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Improving Gait Performance in Individuals With Spinal Cord Injuries: an Intervention Using Robotic Exoskeletons

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ClinicalTrials.gov Identifier: NCT03011099
Recruitment Status : Completed
First Posted : January 5, 2017
Results First Posted : April 3, 2018
Last Update Posted : April 3, 2018
Sponsor:
Information provided by (Responsible Party):
Matthew Edward Davis, The University of Texas Health Science Center, Houston

Brief Summary:
The purpose of this study is to investigate whether robotic exoskeleton training can improve walking performance after SCI as compared to conventional physical therapy.

Condition or disease Intervention/treatment Phase
Spinal Cord Injuries Device: Robotic exoskeleton training Other: Conventional physical therapy Not Applicable

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Study Type : Interventional  (Clinical Trial)
Actual Enrollment : 12 participants
Allocation: Randomized
Intervention Model: Parallel Assignment
Masking: Single (Outcomes Assessor)
Primary Purpose: Treatment
Official Title: Improving Gait Performance in Individuals With Spinal Cord Injuries: an Intervention Using Robotic Exoskeletons
Study Start Date : January 2014
Actual Primary Completion Date : March 2016
Actual Study Completion Date : March 2016

Resource links provided by the National Library of Medicine


Arm Intervention/treatment
Experimental: Robotic exoskeleton training
During the training, subjects will wear a lower extremity exoskeleton robotic walking device. Subjects will participate in individualized treatment sessions which may include: sit to stand, static and dynamic standing balance, weight shifting, walking, turning, and stand to sit. Each training session will last up to 90 minutes (60 minutes of training with 30 minutes for setup, don/doff of device) and training will be held 5 days per week for 3 weeks with a total of 15 sessions. During the training period, subjects will be required to maintain the same amount and level of regular daily physical activity and exercise.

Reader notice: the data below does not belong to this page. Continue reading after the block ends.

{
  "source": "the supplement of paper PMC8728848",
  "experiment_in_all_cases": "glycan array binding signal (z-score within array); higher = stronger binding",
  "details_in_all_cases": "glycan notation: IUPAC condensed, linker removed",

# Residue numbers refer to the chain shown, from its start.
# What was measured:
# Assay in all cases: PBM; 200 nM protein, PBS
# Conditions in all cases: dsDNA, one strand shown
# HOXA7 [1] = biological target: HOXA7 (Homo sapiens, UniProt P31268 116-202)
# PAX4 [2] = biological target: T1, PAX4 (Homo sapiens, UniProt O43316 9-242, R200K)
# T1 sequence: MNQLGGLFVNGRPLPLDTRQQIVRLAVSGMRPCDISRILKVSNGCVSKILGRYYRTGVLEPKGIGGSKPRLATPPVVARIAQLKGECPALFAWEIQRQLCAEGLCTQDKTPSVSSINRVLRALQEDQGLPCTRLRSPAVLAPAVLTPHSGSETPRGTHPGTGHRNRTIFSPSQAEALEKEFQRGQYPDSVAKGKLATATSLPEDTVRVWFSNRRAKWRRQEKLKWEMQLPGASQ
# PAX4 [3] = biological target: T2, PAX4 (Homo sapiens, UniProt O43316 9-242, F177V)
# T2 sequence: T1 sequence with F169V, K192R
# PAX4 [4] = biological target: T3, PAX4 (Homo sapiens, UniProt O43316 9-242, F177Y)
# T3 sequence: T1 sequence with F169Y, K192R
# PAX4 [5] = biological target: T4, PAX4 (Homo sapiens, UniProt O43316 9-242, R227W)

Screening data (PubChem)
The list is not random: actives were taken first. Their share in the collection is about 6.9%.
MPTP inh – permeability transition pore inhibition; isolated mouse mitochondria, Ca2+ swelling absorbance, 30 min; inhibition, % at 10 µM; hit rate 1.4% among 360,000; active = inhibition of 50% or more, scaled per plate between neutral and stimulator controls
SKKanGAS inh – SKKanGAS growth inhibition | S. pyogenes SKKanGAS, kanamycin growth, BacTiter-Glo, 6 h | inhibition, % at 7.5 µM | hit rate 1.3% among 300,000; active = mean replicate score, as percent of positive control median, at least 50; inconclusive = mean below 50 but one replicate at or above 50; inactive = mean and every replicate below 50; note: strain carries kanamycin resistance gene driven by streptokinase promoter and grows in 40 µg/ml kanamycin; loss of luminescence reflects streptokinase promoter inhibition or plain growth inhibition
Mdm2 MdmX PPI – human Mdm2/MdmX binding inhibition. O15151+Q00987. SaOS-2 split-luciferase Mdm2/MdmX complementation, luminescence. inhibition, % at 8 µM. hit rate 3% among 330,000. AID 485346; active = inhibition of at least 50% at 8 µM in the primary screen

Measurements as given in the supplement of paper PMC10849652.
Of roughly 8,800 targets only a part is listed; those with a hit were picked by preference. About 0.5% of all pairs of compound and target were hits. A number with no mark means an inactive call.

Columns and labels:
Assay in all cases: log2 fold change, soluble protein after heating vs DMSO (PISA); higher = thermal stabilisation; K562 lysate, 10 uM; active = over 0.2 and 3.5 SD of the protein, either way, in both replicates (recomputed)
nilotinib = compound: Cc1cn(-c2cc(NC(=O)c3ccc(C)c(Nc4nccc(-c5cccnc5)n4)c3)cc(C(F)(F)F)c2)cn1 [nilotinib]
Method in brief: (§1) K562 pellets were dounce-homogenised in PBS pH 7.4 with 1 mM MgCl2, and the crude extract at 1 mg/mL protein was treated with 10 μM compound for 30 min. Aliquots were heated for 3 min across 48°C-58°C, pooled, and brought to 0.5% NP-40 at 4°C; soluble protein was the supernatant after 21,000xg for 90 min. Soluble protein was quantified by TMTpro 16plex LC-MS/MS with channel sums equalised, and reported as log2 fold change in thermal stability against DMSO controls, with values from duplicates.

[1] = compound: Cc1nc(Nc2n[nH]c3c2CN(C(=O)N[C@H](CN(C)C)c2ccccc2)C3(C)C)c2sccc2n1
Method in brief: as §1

Device: Robotic exoskeleton training
During the training, subjects will wear a lower extremity exoskeleton robotic walking device. Subjects will participate in individualized treatment sessions which may include: sit to stand, static and dynamic standing balance, weight shifting, walking, turning, and stand to sit. Each training session will last up to 90 minutes (60 minutes of training with 30 minutes for setup, don/doff of device) and training will be held 5 days per week for 3 weeks with a total of 15 sessions. During the training period, subjects will be required to maintain the same amount and level of regular daily physical activity and exercise.

Active Comparator: Conventional Physical Therapy
During the training, subjects will receive conventional physical therapy that is designed to facilitate/promote gait. This will include individualized treatment sessions for each subject and may involve stretching, strengthening, balance training, standing, and gait training. Subjects will not be able to participate in any form of robotic assisted or body weight supported treadmill training. Each training session will last up to 60 minutes and training will be held 5 days per week for 3 weeks with a total of 15 sessions. Consistent with the RET group, subjects will be required to maintain the same amount and level of regular daily physical activity and exercise during study period.
Other: Conventional physical therapy
During the training, subjects will receive conventional physical therapy that is designed to facilitate/promote gait. This will include individualized treatment sessions for each subject and may involve stretching, strengthening, balance training, standing, and gait training. Subjects will not be able to participate in any form of robotic assisted or body weight supported treadmill training. Each training session will last up to 60 minutes and training will be held 5 days per week for 3 weeks with a total of 15 sessions. Consistent with the RET group, subjects will be required to maintain the same amount and level of regular daily physical activity and exercise during study period.